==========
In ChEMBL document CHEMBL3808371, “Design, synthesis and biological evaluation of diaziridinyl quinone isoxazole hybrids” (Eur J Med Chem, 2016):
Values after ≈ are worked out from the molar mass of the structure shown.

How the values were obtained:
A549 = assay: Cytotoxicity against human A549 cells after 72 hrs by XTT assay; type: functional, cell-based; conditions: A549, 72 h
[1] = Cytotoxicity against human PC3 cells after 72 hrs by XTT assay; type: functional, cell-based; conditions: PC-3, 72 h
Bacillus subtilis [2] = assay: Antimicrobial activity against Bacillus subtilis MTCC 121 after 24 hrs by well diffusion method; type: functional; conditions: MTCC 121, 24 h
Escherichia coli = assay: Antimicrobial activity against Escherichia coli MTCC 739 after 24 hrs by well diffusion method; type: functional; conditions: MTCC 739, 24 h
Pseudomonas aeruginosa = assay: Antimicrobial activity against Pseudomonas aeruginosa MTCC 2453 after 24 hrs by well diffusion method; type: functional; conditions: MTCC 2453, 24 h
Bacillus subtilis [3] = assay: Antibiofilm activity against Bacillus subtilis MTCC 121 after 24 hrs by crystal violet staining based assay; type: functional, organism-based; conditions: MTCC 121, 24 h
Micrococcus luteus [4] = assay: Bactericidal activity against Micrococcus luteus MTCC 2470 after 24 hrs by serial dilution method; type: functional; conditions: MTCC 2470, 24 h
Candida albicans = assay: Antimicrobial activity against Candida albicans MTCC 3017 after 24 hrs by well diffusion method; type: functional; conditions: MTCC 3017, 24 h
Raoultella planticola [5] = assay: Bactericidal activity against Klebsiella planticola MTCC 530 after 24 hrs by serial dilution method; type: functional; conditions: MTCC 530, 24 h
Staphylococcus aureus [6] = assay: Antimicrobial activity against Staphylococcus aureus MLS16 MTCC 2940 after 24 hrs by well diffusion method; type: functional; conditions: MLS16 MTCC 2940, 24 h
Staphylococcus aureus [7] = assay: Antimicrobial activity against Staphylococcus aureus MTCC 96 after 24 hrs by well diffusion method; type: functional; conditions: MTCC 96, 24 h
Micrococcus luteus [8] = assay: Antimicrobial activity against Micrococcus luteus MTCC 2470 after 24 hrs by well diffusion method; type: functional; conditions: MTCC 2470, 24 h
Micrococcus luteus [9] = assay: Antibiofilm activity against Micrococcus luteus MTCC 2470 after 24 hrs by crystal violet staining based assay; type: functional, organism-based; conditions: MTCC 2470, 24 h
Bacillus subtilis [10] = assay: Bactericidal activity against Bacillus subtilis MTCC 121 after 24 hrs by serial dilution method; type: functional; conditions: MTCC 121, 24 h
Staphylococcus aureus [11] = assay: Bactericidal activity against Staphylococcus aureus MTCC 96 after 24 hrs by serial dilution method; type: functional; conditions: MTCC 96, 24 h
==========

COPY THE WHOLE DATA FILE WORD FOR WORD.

In ChEMBL document CHEMBL3808371, “Design, synthesis and biological evaluation of diaziridinyl quinone isoxazole hybrids” (Eur J Med Chem, 2016):
Values after ≈ are worked out from the molar mass of the structure shown.

How the values were obtained:
A549 = assay: Cytotoxicity against human A549 cells after 72 hrs by XTT assay; type: functional, cell-based; conditions: A549, 72 h
[1] = Cytotoxicity against human PC3 cells after 72 hrs by XTT assay; type: functional, cell-based; conditions: PC-3, 72 h
Bacillus subtilis [2] = assay: Antimicrobial activity against Bacillus subtilis MTCC 121 after 24 hrs by well diffusion method; type: functional; conditions: MTCC 121, 24 h
Escherichia coli = assay: Antimicrobial activity against Escherichia coli MTCC 739 after 24 hrs by well diffusion method; type: functional; conditions: MTCC 739, 24 h
Pseudomonas aeruginosa = assay: Antimicrobial activity against Pseudomonas aeruginosa MTCC 2453 after 24 hrs by well diffusion method; type: functional; conditions: MTCC 2453, 24 h
Bacillus subtilis [3] = assay: Antibiofilm activity against Bacillus subtilis MTCC 121 after 24 hrs by crystal violet staining based assay; type: functional, organism-based; conditions: MTCC 121, 24 h
Micrococcus luteus [4] = assay: Bactericidal activity against Micrococcus luteus MTCC 2470 after 24 hrs by serial dilution method; type: functional; conditions: MTCC 2470, 24 h
Candida albicans = assay: Antimicrobial activity against Candida albicans MTCC 3017 after 24 hrs by well diffusion method; type: functional; conditions: MTCC 3017, 24 h
Raoultella planticola [5] = assay: Bactericidal activity against Klebsiella planticola MTCC 530 after 24 hrs by serial dilution method; type: functional; conditions: MTCC 530, 24 h
Staphylococcus aureus [6] = assay: Antimicrobial activity against Staphylococcus aureus MLS16 MTCC 2940 after 24 hrs by well diffusion method; type: functional; conditions: MLS16 MTCC 2940, 24 h
Staphylococcus aureus [7] = assay: Antimicrobial activity against Staphylococcus aureus MTCC 96 after 24 hrs by well diffusion method; type: functional; conditions: MTCC 96, 24 h
Micrococcus luteus [8] = assay: Antimicrobial activity against Micrococcus luteus MTCC 2470 after 24 hrs by well diffusion method; type: functional; conditions: MTCC 2470, 24 h
Micrococcus luteus [9] = assay: Antibiofilm activity against Micrococcus luteus MTCC 2470 after 24 hrs by crystal violet staining based assay; type: functional, organism-based; conditions: MTCC 2470, 24 h
Bacillus subtilis [10] = assay: Bactericidal activity against Bacillus subtilis MTCC 121 after 24 hrs by serial dilution method; type: functional; conditions: MTCC 121, 24 h
Staphylococcus aureus [11] = assay: Bactericidal activity against Staphylococcus aureus MTCC 96 after 24 hrs by serial dilution method; type: functional; conditions: MTCC 96, 24 h